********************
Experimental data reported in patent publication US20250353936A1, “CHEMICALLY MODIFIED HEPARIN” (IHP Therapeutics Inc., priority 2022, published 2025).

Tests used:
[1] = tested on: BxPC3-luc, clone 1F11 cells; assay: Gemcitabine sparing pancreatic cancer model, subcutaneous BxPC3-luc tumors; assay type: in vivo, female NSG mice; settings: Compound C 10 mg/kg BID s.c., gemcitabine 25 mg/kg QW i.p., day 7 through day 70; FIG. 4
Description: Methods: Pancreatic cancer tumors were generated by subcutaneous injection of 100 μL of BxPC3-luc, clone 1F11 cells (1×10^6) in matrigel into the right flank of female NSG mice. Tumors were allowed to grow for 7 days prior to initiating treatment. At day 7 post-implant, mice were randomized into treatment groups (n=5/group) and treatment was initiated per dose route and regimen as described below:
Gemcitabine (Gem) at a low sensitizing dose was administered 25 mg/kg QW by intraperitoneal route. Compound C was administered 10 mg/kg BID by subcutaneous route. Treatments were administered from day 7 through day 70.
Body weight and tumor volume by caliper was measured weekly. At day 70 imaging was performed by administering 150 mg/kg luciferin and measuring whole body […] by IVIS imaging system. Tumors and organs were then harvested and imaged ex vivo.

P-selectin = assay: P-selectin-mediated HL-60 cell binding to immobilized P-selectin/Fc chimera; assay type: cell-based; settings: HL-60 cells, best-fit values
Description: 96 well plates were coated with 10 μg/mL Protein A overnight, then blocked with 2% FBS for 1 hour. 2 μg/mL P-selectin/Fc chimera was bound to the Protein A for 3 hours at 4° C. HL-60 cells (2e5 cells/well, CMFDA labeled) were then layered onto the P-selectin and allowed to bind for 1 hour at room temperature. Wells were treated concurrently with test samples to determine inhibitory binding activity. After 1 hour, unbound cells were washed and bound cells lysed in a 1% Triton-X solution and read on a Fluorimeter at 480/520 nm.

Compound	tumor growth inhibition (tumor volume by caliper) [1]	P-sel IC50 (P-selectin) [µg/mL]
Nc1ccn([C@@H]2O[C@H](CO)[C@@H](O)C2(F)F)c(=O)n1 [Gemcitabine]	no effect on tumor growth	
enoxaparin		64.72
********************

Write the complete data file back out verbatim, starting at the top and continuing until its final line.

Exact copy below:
Experimental data reported in patent publication US20250353936A1, “CHEMICALLY MODIFIED HEPARIN” (IHP Therapeutics Inc., priority 2022, published 2025).

Tests used:
[1] = tested on: BxPC3-luc, clone 1F11 cells; assay: Gemcitabine sparing pancreatic cancer model, subcutaneous BxPC3-luc tumors; assay type: in vivo, female NSG mice; settings: Compound C 10 mg/kg BID s.c., gemcitabine 25 mg/kg QW i.p., day 7 through day 70; FIG. 4
Description: Methods: Pancreatic cancer tumors were generated by subcutaneous injection of 100 μL of BxPC3-luc, clone 1F11 cells (1×10^6) in matrigel into the right flank of female NSG mice. Tumors were allowed to grow for 7 days prior to initiating treatment. At day 7 post-implant, mice were randomized into treatment groups (n=5/group) and treatment was initiated per dose route and regimen as described below:
Gemcitabine (Gem) at a low sensitizing dose was administered 25 mg/kg QW by intraperitoneal route. Compound C was administered 10 mg/kg BID by subcutaneous route. Treatments were administered from day 7 through day 70.
Body weight and tumor volume by caliper was measured weekly. At day 70 imaging was performed by administering 150 mg/kg luciferin and measuring whole body […] by IVIS imaging system. Tumors and organs were then harvested and imaged ex vivo.

P-selectin = assay: P-selectin-mediated HL-60 cell binding to immobilized P-selectin/Fc chimera; assay type: cell-based; settings: HL-60 cells, best-fit values
Description: 96 well plates were coated with 10 μg/mL Protein A overnight, then blocked with 2% FBS for 1 hour. 2 μg/mL P-selectin/Fc chimera was bound to the Protein A for 3 hours at 4° C. HL-60 cells (2e5 cells/well, CMFDA labeled) were then layered onto the P-selectin and allowed to bind for 1 hour at room temperature. Wells were treated concurrently with test samples to determine inhibitory binding activity. After 1 hour, unbound cells were washed and bound cells lysed in a 1% Triton-X solution and read on a Fluorimeter at 480/520 nm.

Compound	tumor growth inhibition (tumor volume by caliper) [1]	P-sel IC50 (P-selectin) [µg/mL]
Nc1ccn([C@@H]2O[C@H](CO)[C@@H](O)C2(F)F)c(=O)n1 [Gemcitabine]	no effect on tumor growth	
enoxaparin		64.72